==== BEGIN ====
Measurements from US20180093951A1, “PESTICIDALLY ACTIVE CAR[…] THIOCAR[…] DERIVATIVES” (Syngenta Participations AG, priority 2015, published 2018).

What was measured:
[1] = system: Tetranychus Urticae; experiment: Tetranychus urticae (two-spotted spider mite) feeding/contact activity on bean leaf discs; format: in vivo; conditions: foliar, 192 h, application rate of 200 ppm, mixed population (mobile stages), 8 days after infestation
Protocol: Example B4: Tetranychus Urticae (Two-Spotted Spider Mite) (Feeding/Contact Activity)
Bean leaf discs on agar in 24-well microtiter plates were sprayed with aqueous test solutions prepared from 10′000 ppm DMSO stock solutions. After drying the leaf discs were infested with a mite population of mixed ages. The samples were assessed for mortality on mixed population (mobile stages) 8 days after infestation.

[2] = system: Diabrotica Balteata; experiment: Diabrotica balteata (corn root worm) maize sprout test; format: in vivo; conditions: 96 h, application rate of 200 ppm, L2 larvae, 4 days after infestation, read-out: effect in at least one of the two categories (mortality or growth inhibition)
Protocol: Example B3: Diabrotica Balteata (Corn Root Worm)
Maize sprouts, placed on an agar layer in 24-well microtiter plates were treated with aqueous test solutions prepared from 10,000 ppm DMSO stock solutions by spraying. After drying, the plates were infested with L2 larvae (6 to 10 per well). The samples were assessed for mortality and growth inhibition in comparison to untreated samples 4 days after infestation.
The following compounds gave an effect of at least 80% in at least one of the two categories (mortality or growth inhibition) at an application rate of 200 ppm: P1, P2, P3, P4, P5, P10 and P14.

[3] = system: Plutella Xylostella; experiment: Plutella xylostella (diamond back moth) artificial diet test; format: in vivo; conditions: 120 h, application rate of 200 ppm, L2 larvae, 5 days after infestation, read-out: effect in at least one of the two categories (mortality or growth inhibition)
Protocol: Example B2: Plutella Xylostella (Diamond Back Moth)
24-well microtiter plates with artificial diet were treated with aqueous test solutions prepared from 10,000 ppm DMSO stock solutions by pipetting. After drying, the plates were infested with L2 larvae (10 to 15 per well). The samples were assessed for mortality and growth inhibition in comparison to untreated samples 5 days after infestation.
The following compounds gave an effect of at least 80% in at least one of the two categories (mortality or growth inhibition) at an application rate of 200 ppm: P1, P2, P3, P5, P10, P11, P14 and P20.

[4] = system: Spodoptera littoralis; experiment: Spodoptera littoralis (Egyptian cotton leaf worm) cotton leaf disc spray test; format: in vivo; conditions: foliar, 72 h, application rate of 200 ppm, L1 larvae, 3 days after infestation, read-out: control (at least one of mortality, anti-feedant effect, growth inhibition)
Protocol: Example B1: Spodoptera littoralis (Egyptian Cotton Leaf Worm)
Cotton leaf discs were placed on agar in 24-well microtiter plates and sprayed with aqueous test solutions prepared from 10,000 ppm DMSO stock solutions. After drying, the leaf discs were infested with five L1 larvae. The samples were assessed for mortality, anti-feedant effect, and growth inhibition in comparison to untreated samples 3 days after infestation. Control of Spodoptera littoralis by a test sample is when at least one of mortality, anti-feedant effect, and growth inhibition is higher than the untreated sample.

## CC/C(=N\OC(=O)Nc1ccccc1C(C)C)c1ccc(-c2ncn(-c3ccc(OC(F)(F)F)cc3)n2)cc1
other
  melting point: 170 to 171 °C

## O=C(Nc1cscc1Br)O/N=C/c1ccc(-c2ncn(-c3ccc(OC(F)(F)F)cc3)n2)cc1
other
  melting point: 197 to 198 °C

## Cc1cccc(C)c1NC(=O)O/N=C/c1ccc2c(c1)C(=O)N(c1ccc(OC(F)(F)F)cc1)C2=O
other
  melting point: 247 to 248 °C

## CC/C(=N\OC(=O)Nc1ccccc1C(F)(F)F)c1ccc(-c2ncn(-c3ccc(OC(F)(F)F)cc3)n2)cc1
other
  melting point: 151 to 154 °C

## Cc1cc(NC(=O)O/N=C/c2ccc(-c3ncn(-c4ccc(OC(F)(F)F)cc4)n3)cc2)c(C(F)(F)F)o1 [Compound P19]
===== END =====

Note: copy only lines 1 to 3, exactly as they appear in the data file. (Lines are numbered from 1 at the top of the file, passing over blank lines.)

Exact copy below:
Measurements from US20180093951A1, “PESTICIDALLY ACTIVE CAR[…] THIOCAR[…] DERIVATIVES” (Syngenta Participations AG, priority 2015, published 2018).

What was measured:
[1] = system: Tetranychus Urticae; experiment: Tetranychus urticae (two-spotted spider mite) feeding/contact activity on bean leaf discs; format: in vivo; conditions: foliar, 192 h, application rate of 200 ppm, mixed population (mobile stages), 8 days after infestation